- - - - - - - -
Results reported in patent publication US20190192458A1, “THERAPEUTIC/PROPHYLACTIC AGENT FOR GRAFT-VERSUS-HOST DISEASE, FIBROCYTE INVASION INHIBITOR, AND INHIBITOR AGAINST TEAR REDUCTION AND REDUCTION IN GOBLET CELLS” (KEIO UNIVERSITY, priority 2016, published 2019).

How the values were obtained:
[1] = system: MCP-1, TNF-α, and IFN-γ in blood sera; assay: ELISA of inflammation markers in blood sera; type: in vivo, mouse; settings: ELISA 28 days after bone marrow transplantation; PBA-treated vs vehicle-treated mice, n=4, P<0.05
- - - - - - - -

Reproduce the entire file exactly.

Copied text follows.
Results reported in patent publication US20190192458A1, “THERAPEUTIC/PROPHYLACTIC AGENT FOR GRAFT-VERSUS-HOST DISEASE, FIBROCYTE INVASION INHIBITOR, AND INHIBITOR AGAINST TEAR REDUCTION AND REDUCTION IN GOBLET CELLS” (KEIO UNIVERSITY, priority 2016, published 2019).

How the values were obtained:
[1] = system: MCP-1, TNF-α, and IFN-γ in blood sera; assay: ELISA of inflammation markers in blood sera; type: in vivo, mouse; settings: ELISA 28 days after bone marrow transplantation; PBA-treated vs vehicle-treated mice, n=4, P<0.05